That includes both those who to insurance companies are 'uninsurable', and those who they might insure, if they paid what they consider to be a fair price. (The raw cost to treat them plus the profit margin, plus a buffer that is related to the likelihood of a flareup that could cost still more)

That is what Elizabeth Edwards was talking about when she mentioned that neither she nor Senator McCain would be able to buy insurance if they were not rich. Why? Because both she and Senator McCain are cancer survivors. Once somebody has had cancer, they find it hard to switch jobs, they cant do anything that risks a period in which they dont have insurance. If they get laid off, they often find it very hard - often impossible to find insurance because they are not a risk, they are a known loss.

Thats why Hillary's mandate was such a great idea because IT WOULD HAVE ENABLED A PLAN THAT WOULD COVER THAT ONE FIFTH OF US WHO HAVE CHRONIC ILLNESS.

Now, Obama's advisor Austan Goolsbee
said
that neither Obama nor Hillary could afford to do it, but Hillary did the math and showed that she could, with her mandate. Nobody is arguing that it is possible any other way.
Not even presumptuous nominee Obama.

What I find is interesting, is that THAT 20% seems suspiciusly close to the 20% who refuse to vote against their own interests and vote for a small chance for adoption, eventually of a healthcare plan that probably will not help them! Can you blame them!? NO.

Would you put a loaded gun to your own head and pull the trigger?

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McCain's Healthcare "Cost Cutting" May Have Unintended Cost Nightmare Attached To It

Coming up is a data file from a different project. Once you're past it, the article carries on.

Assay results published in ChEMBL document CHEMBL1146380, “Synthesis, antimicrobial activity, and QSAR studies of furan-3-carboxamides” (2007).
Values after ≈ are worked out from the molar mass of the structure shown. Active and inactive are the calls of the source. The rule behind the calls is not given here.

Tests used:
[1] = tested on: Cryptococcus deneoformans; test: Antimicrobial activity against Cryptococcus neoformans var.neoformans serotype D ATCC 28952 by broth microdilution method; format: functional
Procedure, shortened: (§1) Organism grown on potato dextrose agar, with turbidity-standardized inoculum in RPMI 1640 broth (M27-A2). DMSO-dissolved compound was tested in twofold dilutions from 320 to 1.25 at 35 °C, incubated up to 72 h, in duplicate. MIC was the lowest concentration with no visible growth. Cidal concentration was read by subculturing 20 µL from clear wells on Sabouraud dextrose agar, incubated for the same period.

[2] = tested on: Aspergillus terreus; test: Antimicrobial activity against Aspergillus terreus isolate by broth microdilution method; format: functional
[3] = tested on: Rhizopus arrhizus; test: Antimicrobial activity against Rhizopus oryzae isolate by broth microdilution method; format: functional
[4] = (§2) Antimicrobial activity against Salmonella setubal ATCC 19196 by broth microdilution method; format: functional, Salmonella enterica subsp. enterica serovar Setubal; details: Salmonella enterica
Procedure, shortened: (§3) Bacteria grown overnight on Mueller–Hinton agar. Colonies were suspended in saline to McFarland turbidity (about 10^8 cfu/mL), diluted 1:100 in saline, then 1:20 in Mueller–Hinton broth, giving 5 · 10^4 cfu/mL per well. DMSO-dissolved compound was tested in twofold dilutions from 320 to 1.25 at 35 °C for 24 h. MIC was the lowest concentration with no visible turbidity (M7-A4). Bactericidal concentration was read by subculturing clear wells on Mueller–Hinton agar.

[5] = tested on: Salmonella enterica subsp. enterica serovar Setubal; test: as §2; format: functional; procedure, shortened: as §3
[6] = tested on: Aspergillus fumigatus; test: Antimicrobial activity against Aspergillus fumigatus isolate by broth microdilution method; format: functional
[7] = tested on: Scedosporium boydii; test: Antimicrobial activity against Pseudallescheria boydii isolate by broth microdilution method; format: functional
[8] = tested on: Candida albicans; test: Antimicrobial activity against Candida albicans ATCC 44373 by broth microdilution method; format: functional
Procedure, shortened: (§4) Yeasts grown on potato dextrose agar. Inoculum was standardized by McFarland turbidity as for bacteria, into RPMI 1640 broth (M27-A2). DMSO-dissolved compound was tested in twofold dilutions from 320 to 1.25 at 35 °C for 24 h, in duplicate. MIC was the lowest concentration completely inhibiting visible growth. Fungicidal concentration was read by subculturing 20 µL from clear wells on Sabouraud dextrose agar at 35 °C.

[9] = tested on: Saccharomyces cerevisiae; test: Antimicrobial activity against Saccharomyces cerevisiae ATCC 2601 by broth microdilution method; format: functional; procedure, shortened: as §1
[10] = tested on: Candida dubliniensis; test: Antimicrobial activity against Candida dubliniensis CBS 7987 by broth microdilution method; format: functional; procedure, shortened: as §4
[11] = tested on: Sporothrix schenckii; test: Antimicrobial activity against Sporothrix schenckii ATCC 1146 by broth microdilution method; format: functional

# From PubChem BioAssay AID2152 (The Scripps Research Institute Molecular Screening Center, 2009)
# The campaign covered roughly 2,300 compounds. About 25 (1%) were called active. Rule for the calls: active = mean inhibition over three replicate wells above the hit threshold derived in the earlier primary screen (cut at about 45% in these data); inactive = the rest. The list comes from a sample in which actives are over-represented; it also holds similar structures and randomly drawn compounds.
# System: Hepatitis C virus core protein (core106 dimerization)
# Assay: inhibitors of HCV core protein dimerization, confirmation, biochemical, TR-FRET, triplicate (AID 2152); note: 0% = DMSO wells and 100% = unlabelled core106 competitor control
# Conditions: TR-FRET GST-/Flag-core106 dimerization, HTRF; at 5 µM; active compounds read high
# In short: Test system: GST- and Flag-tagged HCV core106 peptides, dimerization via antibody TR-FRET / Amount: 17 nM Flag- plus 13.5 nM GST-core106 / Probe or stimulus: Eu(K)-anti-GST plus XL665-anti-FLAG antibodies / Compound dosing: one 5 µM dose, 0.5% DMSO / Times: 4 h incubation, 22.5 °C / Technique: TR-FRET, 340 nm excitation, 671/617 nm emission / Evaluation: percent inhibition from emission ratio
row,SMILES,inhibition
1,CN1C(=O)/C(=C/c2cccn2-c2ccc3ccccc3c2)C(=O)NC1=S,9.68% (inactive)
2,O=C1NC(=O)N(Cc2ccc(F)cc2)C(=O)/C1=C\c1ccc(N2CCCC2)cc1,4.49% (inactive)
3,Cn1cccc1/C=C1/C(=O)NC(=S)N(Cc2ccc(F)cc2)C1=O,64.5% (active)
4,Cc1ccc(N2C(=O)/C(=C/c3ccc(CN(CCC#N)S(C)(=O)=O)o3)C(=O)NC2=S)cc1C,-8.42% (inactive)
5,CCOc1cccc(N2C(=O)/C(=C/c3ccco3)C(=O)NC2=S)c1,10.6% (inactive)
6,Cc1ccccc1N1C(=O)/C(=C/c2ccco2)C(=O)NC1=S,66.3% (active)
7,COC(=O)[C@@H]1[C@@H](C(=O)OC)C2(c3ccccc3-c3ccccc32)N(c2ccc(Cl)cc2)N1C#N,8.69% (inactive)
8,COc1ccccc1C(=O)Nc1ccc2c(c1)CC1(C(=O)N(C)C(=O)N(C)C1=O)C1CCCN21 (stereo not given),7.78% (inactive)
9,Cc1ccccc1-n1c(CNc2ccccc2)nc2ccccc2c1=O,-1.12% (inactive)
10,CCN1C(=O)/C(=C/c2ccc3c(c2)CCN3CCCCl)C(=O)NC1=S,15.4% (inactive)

I was just doing some research on John McCains's healthcare proposals and I came across something which I think is VERY important. Right now, there are very few international companies in the US healthcare market, which is apparently good.. for the reasons explained in the following..

Obviously, trade agreements are a mixed bag. However, they can have hidden gotchas, which often, few of us understand. However, we would expect Presidential candidates to know far more than average citizens about these agreements. Which is why the following is -perhaps- surprising!?

John McCain wants - under the guise of saving us money, wants us to create a "national health care market" that would "facilitate entry of more foreign health care providers" into the US market. Well, there could be a huge hidden cost to that. It could pre-empt alternative methods of cutting costs, ones which have been proposed by both Obama and McCain. For example:


"
McCain Proposal for National Health Care Market Would Raise Cost of Removing U.S. Health Care from WTO Jurisdiction

McCain has proposed the development of a "national health care market" that would facilitate entry of
more foreign health care providers and thus make it far more costly for the United States to withdraw
the health care sector from WTO jurisdiction. While McCain has provided few details about the